Now, I know that I sound like I'm grasping at straws here....and in some ways, I am. I love my husband dearly. And I will do whatever is necessary to make his life as easy as I can. It's not about a lack of love or any of those little games. It's simple: About losing me in a sea of we. I have found myself doing things to try and actually craft time alone. And then, when I have a few hours alone, I have so many things that I want to do, I don't do any of them....I'm overwhelmed. I should go to the gym, yoga, downstairs for coffee alone. But there are friends who want to have coffee with me. Maybe go to the beach. Or to the store just to wander without a shopping list. Or to the Japanese Garden for a morning of solace. Or friends or family who want me to go here or there with them. Or go to the gym with them. Or plan a vacation with them. And the phone rings....checking in on me. And a text message arrives. Or or or or or or ---------. It's better today than it used to be, I'm starting to get it ironed out, but it's been exhausting in the past. Tiring. Icky. Not pretty. And if I were to tell you precisely what it is that I want to change, I may even struggle to put it down in writing. I just want a few more friends of my own, just my own. A few days, and evenings, by myself. To go have a drink in a bar...by myself....sitting at the end of the counter, listening to other's conversations. Taking it all in. To have time at home without commitment or obligation or a schedule. To see a movie without knowing that I have to go home at a certain hour or report in. Am I wrong? Am I a bad husband?

My honey (and, yes, I definitely do mean honey!) and I are a bit different in that respect. He needs less alone time than I do. But he's done a nice job of taking his alone time and learning to listen. To his heart, his life, his plans. He hasn't always liked it too well but he's learning to be alone. I think even he has hidden behind me sometimes. But he's such a valuable player in this relationship. He is more than able to stand by himself with his head held high. He has begun to develop the ability to say, "No" to requests that are not necessary. He knows what it means to protect me and my time. He knows that I don't like him telling anyone where I am or when I'll be home. And, I must easily admit, that he's the best husband in the world. We've both grown and changed in beautiful ways through our years together. You wouldn't believe the experiences we've been able to share together. And neither our time alone, nor our time together, takes away from the total beautiful conglomerate that has become our life.


As I've approached middle age, I have this vision from time to time of what the second half of my life may look like. I know, for sure, that I am with the best man anyone could ever ask for. That's a given. But I also know that I want my life speckled with new friends of just my own, time of my own, vacations of my own, explorations of my own. And it's a good thing, not a bad thing. It adds dimension to one's life and allows one to expand well beyond the closed-in four walls that many of us exist in. Some enjoy the sheltered life inside....but not me. I want to have my hands in as many things as I can before my time is over here. Some of that time is shared time. Other bits of it are private time. But it all adds up to this thing we call life. I want to be there for my honey whenever he needs me....and I have no doubt that he's there for me 100% of the time.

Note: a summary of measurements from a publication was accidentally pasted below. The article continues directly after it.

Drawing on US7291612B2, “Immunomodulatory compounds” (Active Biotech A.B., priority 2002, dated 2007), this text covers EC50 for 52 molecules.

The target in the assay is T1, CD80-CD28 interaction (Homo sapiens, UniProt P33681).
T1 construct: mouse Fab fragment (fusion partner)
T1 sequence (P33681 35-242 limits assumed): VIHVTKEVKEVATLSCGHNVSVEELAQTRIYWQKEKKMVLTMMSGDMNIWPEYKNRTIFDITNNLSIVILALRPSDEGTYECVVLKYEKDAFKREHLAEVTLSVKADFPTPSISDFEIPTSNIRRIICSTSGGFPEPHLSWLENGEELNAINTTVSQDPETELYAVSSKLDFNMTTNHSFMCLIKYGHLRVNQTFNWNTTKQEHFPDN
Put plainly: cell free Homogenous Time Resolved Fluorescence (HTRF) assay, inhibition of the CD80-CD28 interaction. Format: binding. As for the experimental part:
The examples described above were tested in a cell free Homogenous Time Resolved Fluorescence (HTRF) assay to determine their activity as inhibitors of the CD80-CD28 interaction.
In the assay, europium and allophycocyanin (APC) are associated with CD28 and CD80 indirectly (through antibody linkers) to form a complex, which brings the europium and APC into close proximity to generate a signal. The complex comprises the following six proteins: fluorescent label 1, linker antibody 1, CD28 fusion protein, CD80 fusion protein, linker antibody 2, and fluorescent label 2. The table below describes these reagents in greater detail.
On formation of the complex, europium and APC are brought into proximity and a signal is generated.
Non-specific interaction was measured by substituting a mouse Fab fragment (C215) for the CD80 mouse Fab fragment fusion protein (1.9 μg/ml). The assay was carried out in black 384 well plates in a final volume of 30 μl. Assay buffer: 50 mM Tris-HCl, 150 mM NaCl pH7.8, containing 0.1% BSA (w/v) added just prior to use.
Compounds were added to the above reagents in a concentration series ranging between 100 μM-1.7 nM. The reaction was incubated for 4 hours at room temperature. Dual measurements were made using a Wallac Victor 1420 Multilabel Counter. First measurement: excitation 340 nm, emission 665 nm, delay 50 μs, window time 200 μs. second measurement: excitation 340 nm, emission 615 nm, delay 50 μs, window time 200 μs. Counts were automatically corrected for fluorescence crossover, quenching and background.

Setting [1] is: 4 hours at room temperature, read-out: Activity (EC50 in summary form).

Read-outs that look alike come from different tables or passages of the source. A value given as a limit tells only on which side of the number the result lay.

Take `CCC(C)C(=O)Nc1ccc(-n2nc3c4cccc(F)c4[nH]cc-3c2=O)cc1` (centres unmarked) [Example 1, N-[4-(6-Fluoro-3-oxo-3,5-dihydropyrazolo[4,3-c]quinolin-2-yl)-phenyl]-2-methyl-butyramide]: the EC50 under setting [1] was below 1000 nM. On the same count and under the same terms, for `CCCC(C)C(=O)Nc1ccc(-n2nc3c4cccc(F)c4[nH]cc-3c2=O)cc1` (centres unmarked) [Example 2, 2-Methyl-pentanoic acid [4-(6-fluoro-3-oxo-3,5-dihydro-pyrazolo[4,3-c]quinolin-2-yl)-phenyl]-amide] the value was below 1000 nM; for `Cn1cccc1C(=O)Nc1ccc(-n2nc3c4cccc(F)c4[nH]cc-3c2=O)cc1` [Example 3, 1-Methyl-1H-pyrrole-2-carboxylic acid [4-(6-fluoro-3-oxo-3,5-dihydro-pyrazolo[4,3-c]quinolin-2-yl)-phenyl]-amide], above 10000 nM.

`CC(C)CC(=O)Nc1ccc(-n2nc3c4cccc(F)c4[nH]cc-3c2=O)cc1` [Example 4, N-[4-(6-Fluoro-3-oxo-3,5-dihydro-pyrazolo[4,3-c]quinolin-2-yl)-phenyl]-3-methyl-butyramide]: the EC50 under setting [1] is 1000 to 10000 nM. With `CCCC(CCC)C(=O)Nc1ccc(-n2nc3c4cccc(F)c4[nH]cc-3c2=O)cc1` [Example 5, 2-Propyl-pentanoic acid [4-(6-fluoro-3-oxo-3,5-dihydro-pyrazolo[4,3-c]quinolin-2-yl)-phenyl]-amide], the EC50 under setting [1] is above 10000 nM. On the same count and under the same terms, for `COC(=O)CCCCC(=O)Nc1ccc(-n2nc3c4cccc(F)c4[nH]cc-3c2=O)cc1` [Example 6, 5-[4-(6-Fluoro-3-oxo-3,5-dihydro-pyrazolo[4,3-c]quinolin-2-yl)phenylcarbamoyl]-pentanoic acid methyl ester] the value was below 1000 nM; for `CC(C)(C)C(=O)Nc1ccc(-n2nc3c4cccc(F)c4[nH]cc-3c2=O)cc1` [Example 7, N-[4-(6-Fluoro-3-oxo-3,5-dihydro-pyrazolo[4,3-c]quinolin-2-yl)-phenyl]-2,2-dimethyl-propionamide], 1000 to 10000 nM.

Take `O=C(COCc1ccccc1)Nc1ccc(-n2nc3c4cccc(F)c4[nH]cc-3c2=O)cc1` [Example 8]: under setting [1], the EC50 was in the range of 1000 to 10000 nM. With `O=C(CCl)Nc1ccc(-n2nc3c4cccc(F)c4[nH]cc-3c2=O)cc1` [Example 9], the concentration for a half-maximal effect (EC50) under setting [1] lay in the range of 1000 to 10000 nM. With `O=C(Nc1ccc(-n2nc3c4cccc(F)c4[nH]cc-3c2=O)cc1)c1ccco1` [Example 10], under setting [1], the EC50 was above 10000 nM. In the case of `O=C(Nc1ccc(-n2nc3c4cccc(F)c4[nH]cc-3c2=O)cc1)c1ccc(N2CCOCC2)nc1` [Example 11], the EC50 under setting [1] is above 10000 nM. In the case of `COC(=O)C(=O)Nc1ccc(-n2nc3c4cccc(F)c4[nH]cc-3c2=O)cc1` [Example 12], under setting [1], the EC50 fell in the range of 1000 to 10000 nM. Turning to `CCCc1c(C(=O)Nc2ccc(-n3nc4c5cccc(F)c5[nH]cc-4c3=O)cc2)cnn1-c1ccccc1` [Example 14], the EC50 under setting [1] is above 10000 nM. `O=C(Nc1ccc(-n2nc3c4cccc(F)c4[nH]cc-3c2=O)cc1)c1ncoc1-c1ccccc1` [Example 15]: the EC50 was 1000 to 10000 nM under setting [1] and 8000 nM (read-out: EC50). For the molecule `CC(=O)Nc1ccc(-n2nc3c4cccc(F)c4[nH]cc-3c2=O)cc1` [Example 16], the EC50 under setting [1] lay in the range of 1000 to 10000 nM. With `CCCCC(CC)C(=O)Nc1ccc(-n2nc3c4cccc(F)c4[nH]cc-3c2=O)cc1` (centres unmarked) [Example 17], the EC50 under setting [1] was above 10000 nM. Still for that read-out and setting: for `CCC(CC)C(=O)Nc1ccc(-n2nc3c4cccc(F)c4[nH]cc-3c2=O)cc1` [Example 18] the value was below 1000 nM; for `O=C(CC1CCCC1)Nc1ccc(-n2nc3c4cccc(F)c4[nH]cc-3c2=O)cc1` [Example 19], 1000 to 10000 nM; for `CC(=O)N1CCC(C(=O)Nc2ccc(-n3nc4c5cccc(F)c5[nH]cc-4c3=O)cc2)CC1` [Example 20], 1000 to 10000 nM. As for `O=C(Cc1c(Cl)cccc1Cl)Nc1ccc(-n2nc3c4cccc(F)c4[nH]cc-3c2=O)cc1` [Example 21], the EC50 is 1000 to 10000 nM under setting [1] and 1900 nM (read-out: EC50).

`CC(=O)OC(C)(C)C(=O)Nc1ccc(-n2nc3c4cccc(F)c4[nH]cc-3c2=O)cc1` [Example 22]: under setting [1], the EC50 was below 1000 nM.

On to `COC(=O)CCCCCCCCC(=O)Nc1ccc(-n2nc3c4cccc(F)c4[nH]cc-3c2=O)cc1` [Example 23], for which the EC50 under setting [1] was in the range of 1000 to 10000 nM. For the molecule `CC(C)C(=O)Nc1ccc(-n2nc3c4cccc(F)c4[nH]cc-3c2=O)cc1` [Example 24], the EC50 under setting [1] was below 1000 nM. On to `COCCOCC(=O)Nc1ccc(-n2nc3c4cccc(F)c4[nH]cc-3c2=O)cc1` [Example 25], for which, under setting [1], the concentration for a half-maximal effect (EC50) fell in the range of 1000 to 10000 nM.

19 comments:

Billy said...

I understand where you are coming from, but I must also say that losing that 'we' was the hardest thing I've ever gone trough, so appreciate the time you have together. It's worth more than all the riches in this world...

Lemuel said...

Do you consider yourself married? Then I would expect that the "I" becomes secondary to the "we". Please note that I am not saying that the "I" disappears. It becomes secondary - or even tertiary - in importance. From my perspective, in any marriage - straight or gay - regardless of the element of faith or non-faith - "the two become one". The "I's" step aside and each is concern above all for the good of the "we" and for the good of the other. After those two goals are achived then there is a time and a place for the "I".

anne marie in philly said...

"I believe that all people, all genders, face many of the same issues." - true!

spouse and I do not work together. I get alone time in the mornings before/afternoons after my job begins/ends.

he has his interests/hobbies, and I have mine.

and yes, we do some activities together.

yet I have begun to envy my single friends who have to answer to no one but their cat/dog. it must be a sign of "getting older"; it's hard to explain in words.

I want to try new things and experience new heights, but feel I am being held back by my relationship. is that so wrong? or am I just being irresponsible and selfish?